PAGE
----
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Notice​Library Closed Today for Veterans Day

State Archives Return to Wheeling, 1875


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▶  WHEELING HISTORY  ▶  EVENTS   ▶  STATEHOOD   

▼ State Archives Return to Wheeling, 1875: Newspaper Articles


-From The Wheeling Daily Register, Monday Morning, September 27, 1875.
 

RIVERBOAT NEWS.


The Iron Valley with the State archives arrived from Charleston Saturday afternoon [Sept. 25, 1875].

 
 


-From the Wheeling Daily Intelligencer, Monday Morning, September 27, 1875.
 

The Iron Valley left Charleston at 2:30 P. M. Wednesday, 22nd inst. Capt. Tom Prince was in command, with a Mr. Wise at the wheel and Jos. Irwin, of this city, in the office. About two miles below Charleston the steamer encountered a very swift current and her two barges were forced some distance on the bank. The syphon was immediately put to work, and the barges were soon floating free. The damage to the barges was very slight--$100 will probably cover it. Two or three boxes containing valuable papers were wet a little, but no damage whatever was done to the contents. They were detained fully twenty-nine hours by the fog; the First night they laid over at Winfield, Putnam county, and were delayed some hours about fifteen miles this side of Marietta. Near Buffington they came very near having another accident on the strong current, but escaped with a detention of about half an hour.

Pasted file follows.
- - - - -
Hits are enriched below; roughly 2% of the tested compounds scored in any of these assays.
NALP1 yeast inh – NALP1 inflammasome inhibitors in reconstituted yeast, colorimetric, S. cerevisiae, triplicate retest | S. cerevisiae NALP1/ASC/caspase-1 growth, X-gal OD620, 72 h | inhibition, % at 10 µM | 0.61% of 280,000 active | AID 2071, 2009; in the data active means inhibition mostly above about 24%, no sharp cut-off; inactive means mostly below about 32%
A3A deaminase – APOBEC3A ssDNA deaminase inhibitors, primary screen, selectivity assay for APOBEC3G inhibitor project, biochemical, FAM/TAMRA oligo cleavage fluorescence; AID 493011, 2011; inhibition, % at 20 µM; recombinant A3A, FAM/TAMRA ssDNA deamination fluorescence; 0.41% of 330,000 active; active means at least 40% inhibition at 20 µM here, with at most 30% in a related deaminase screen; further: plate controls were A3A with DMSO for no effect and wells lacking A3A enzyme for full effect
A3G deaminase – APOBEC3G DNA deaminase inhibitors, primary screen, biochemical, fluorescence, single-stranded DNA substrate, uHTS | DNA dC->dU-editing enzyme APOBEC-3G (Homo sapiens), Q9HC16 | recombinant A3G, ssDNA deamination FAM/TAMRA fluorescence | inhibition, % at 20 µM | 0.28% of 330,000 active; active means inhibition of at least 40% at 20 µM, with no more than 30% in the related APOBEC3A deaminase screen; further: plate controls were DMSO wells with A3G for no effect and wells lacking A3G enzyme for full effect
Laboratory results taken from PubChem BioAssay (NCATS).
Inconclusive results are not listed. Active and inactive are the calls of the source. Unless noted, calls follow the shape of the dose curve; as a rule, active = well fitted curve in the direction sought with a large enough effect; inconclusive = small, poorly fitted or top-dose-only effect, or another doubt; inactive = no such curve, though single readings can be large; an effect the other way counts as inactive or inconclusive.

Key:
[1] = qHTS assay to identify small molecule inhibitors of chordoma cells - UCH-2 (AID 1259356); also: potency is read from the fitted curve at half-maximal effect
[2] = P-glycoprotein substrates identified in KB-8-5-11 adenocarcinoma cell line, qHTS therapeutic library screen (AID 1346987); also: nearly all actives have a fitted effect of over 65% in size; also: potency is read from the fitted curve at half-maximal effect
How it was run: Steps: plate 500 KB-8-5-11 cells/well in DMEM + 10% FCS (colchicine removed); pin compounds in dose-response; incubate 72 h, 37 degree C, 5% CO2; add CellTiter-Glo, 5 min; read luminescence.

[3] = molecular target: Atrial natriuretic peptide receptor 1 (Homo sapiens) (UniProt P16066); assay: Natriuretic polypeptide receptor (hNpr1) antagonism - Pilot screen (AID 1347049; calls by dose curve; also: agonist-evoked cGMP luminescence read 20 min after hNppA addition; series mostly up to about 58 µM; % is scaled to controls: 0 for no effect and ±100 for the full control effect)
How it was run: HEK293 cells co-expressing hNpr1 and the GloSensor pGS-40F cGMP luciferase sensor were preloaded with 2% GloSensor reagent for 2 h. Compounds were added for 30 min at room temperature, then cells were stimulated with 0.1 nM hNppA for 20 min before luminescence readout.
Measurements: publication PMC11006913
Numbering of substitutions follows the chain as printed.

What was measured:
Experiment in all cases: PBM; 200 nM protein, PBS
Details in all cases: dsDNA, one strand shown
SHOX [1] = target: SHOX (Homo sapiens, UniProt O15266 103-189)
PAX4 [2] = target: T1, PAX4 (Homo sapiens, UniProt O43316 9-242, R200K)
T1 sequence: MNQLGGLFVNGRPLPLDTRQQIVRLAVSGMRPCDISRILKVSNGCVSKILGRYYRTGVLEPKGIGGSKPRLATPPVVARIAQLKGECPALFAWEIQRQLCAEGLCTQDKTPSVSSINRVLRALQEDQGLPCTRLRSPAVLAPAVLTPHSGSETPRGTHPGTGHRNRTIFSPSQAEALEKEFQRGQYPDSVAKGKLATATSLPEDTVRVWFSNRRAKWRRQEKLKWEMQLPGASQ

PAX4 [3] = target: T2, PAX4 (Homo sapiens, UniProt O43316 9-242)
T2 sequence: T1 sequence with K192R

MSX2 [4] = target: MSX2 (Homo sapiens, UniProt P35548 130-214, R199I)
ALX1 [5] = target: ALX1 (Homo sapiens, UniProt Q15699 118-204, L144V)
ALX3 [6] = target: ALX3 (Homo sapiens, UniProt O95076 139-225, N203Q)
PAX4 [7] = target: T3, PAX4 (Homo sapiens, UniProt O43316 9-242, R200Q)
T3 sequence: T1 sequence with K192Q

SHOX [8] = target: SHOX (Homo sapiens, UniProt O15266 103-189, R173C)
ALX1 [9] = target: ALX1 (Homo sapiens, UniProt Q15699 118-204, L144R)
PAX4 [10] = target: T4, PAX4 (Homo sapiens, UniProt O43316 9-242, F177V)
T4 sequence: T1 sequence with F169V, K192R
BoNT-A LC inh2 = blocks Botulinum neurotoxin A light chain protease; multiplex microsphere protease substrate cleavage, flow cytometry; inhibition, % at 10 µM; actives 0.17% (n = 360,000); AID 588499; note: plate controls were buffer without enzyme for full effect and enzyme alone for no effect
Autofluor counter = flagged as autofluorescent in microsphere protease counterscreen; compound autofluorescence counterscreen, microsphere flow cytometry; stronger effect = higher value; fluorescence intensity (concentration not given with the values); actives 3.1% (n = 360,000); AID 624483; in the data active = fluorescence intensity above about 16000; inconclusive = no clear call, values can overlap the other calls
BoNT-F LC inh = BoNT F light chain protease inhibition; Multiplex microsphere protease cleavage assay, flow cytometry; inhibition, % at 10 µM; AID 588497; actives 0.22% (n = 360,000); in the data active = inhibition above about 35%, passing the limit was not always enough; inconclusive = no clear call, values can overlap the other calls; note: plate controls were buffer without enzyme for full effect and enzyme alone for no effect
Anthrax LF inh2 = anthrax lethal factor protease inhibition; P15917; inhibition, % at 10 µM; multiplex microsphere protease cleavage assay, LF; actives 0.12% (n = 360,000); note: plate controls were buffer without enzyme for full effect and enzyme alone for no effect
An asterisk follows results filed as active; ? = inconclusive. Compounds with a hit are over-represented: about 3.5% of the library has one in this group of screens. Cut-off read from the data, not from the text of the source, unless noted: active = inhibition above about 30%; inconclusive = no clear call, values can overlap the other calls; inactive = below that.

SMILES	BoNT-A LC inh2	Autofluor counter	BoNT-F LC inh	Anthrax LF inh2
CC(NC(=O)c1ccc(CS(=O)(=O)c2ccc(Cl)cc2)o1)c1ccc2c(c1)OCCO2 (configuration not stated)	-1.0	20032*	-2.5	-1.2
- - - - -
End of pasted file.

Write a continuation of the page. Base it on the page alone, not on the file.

All the property belonging to the State of any value, and considerable of no account whatever, was brought up on the barges. Two wagon loads of desks, which had been moved from this city at the time Charleston was made the Capital, were thought not worth taking away, and were left on the Charleston wharf.

A complete inventory of the cargoes of the two barges would fill several columns in this paper. Among the most items were: State Library, and new set of walnut and ash furniture for same, books, records and furniture for each of the departments of the Capitol; Auditor's safe, Treasurer's safe; books, papers and official documents boxed up; miscellaneous articles of furniture for the House of Delegates and Senate chamber; household goods and personal property of four or five families of officers and clerks; and two cows belonging to Messrs. George Bennett and E. L. Bill, of the Auditor's department. Besides the officers and crew of the steamer there were on board Major Boling, Third Governor Daly, and the family of School Superintendent Byrne.

 


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